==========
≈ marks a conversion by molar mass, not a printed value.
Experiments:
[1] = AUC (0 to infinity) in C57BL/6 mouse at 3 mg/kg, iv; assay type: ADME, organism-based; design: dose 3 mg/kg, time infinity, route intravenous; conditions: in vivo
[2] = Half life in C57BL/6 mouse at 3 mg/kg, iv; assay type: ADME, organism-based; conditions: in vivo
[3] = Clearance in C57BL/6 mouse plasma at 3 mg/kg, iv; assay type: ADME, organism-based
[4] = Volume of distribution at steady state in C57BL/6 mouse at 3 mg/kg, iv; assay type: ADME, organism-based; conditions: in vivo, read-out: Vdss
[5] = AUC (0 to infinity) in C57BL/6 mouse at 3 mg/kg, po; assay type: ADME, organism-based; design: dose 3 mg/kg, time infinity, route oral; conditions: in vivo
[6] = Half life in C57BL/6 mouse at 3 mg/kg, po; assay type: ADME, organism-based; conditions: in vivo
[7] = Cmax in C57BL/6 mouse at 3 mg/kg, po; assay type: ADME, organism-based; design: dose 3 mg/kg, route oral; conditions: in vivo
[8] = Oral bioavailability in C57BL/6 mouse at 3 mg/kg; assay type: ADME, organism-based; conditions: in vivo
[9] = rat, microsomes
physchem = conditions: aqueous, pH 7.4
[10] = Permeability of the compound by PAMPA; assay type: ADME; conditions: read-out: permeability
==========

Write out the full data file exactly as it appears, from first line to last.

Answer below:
≈ marks a conversion by molar mass, not a printed value.
Experiments:
[1] = AUC (0 to infinity) in C57BL/6 mouse at 3 mg/kg, iv; assay type: ADME, organism-based; design: dose 3 mg/kg, time infinity, route intravenous; conditions: in vivo
[2] = Half life in C57BL/6 mouse at 3 mg/kg, iv; assay type: ADME, organism-based; conditions: in vivo
[3] = Clearance in C57BL/6 mouse plasma at 3 mg/kg, iv; assay type: ADME, organism-based
[4] = Volume of distribution at steady state in C57BL/6 mouse at 3 mg/kg, iv; assay type: ADME, organism-based; conditions: in vivo, read-out: Vdss
[5] = AUC (0 to infinity) in C57BL/6 mouse at 3 mg/kg, po; assay type: ADME, organism-based; design: dose 3 mg/kg, time infinity, route oral; conditions: in vivo
[6] = Half life in C57BL/6 mouse at 3 mg/kg, po; assay type: ADME, organism-based; conditions: in vivo
[7] = Cmax in C57BL/6 mouse at 3 mg/kg, po; assay type: ADME, organism-based; design: dose 3 mg/kg, route oral; conditions: in vivo
[8] = Oral bioavailability in C57BL/6 mouse at 3 mg/kg; assay type: ADME, organism-based; conditions: in vivo
[9] = rat, microsomes
physchem = conditions: aqueous, pH 7.4
[10] = Permeability of the compound by PAMPA; assay type: ADME; conditions: read-out: permeability